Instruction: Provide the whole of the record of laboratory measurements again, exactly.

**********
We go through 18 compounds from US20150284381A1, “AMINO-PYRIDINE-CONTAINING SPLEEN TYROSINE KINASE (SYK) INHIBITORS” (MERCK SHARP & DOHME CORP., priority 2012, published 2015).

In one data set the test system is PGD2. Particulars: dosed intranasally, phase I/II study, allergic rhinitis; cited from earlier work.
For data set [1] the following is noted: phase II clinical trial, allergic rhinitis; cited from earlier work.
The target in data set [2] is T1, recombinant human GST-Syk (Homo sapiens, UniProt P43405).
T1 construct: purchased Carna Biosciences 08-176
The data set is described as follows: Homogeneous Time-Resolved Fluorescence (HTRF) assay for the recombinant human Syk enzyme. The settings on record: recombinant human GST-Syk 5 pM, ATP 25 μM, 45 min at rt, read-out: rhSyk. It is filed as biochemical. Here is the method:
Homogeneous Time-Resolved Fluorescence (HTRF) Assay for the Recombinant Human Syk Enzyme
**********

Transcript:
We go through 18 compounds from US20150284381A1, “AMINO-PYRIDINE-CONTAINING SPLEEN TYROSINE KINASE (SYK) INHIBITORS” (MERCK SHARP & DOHME CORP., priority 2012, published 2015).

In one data set the test system is PGD2. Particulars: dosed intranasally, phase I/II study, allergic rhinitis; cited from earlier work.
For data set [1] the following is noted: phase II clinical trial, allergic rhinitis; cited from earlier work.
The target in data set [2] is T1, recombinant human GST-Syk (Homo sapiens, UniProt P43405).
T1 construct: purchased Carna Biosciences 08-176
The data set is described as follows: Homogeneous Time-Resolved Fluorescence (HTRF) assay for the recombinant human Syk enzyme. The settings on record: recombinant human GST-Syk 5 pM, ATP 25 μM, 45 min at rt, read-out: rhSyk. It is filed as biochemical. Here is the method:
Homogeneous Time-Resolved Fluorescence (HTRF) Assay for the Recombinant Human Syk Enzyme